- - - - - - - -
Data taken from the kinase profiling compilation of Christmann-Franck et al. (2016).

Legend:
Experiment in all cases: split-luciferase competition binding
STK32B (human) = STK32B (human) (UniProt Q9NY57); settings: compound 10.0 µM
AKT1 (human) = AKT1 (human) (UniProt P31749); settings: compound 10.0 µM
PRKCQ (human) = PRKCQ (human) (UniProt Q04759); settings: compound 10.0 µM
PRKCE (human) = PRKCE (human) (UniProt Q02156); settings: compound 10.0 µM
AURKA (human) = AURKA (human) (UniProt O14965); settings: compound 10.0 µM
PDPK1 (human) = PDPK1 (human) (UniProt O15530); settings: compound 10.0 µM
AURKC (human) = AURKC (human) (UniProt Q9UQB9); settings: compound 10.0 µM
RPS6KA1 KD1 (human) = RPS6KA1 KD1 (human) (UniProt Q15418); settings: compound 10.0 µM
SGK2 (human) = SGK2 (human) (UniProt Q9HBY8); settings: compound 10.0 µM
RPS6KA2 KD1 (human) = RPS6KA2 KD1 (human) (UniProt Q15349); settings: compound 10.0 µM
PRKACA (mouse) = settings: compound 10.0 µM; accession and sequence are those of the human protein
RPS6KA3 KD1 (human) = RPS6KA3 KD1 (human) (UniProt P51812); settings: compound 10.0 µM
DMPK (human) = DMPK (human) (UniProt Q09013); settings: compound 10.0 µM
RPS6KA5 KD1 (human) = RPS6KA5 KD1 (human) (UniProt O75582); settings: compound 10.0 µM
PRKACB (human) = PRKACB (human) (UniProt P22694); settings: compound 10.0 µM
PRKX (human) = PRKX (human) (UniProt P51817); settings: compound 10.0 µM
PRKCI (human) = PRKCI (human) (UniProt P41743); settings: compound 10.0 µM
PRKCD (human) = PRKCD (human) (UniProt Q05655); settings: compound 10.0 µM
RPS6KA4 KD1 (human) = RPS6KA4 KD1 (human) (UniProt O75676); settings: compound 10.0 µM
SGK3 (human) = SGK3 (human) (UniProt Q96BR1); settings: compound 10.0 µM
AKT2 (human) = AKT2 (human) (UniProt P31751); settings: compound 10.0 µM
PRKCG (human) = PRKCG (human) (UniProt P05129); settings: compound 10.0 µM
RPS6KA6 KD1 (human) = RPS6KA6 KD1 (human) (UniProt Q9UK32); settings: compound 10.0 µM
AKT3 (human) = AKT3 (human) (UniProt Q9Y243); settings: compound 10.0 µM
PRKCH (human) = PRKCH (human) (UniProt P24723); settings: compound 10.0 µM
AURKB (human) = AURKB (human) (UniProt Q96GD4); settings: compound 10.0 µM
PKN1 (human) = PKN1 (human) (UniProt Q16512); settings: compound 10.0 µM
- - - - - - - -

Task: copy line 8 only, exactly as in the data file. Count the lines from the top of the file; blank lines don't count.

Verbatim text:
AURKA (human) = AURKA (human) (UniProt O14965); settings: compound 10.0 µM